PayPal will wind down its domestic payments business in India from April 1, the company said in a statement on Friday.
San Jose, California-basedwill instead focus on its cross-border payments business, which means global customers will still be able to pay Indian merchants using the service.
“From 1 April 2021, we will focus all our attention on enabling more international sales for Indian businesses, and shift focus away from our domestic products in India,” the company said.
“This means we will no longer offer domestic payment services within India from 1 April.”
PayPal was a payment options on many Indian online apps such as travel and ticketing service, online film booking app , and food delivery app .
In October last year, PayPal said that it willcustomers to hold and other virtual coins in its online wallet and shop using cryptocurrencies at the 26 million merchants on its network.
The new service makes PayPal one of the largest US companies to provide consumers access to cryptocurrencies, which could help Bitcoin and rival cryptocurrencies gain wider adoption as viable payment methods.
The San Jose, California-based company hopes the service will encourage global use of virtual coins and prepare its network for new digital currencies that central banks and companies may develop, President and Chief Executive Dan Schulman said in an interview.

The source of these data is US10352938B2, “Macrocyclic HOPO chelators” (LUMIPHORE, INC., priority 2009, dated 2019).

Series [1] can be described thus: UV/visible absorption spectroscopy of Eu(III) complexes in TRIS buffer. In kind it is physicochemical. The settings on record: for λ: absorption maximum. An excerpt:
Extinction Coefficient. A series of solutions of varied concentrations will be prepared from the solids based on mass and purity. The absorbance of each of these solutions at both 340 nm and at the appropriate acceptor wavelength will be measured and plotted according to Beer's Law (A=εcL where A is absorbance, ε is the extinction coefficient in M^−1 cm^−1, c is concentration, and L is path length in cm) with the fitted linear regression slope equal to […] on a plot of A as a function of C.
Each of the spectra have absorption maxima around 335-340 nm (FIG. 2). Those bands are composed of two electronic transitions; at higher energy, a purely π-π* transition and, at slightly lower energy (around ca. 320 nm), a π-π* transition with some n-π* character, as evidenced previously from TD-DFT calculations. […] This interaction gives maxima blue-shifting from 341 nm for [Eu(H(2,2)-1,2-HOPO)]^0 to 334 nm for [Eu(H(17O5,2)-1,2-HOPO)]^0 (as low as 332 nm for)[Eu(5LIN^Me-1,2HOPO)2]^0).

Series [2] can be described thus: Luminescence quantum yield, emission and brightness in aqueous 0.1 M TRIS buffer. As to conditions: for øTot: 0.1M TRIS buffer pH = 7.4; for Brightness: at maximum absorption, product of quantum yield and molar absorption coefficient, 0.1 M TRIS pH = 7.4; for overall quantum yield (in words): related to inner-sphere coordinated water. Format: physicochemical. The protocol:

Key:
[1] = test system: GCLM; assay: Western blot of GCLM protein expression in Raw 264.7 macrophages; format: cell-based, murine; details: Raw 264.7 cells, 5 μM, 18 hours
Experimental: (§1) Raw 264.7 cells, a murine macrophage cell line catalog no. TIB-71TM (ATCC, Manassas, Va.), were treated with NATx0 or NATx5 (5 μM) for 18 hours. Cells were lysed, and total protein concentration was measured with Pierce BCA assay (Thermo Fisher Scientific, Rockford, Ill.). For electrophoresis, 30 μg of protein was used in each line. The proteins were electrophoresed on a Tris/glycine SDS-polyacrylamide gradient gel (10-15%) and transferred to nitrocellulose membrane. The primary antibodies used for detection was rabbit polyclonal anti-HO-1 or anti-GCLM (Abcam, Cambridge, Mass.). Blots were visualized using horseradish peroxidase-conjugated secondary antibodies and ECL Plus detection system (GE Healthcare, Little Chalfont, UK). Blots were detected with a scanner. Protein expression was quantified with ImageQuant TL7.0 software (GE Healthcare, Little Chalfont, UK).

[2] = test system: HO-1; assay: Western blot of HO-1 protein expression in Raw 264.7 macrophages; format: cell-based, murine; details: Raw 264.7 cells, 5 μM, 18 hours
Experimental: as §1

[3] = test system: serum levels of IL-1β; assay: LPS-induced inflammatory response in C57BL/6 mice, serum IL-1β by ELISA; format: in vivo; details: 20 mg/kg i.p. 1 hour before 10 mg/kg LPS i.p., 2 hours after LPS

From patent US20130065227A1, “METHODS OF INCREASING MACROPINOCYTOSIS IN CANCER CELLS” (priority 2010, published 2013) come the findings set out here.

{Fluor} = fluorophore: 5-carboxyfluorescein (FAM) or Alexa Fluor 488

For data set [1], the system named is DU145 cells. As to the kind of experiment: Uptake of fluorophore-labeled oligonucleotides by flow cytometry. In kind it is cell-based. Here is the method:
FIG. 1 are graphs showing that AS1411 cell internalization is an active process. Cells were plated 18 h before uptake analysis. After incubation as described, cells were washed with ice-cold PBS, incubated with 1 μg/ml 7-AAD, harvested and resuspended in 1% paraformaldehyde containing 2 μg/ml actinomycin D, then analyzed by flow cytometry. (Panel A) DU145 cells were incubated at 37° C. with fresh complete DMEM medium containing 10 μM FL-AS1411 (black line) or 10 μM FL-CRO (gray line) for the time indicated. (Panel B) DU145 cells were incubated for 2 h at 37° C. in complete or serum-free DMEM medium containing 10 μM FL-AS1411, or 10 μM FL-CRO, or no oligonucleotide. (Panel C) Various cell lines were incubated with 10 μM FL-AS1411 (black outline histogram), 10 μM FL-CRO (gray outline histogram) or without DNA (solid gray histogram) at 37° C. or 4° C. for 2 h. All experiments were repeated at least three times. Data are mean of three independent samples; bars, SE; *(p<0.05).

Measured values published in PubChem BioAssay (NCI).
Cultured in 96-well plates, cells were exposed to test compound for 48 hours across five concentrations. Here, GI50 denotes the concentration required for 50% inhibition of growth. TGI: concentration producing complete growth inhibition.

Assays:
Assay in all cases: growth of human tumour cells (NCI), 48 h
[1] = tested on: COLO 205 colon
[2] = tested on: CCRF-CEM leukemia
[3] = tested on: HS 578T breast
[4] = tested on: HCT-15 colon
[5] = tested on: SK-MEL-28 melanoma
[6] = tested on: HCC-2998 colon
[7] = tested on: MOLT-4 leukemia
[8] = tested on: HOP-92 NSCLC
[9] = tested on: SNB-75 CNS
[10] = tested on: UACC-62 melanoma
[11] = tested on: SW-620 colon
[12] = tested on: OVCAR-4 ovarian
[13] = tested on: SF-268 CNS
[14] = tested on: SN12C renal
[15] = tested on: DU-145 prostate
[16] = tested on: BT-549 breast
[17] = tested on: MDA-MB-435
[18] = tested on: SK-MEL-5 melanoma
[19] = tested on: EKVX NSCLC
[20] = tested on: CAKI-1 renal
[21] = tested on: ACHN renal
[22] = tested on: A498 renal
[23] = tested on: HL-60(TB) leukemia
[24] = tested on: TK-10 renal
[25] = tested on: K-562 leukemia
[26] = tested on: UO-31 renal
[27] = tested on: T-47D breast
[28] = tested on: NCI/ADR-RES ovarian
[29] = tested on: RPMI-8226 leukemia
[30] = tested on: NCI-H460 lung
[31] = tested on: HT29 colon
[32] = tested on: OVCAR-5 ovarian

“We are working with central banks and thinking of all forms of digital currencies and how PayPal can play a role,” he said.
US account holders will be able to buy, sell and hold cryptocurrencies in their PayPal wallets over the coming weeks, the company said. PayPal plans to expand the service to its peer-to-peer payment app Venmo and some other countries in the first half of 2021.
The ability to make payments with cryptocurrencies will be available from early next year, the company said.
Other mainstream fintech companies, such as mobile payments provider Square and stock trading app firmMarkets, allow users to buy and sell cryptocurrencies, but PayPal’s launch is noteworthy given its size.
© Thomson Reuters 2021
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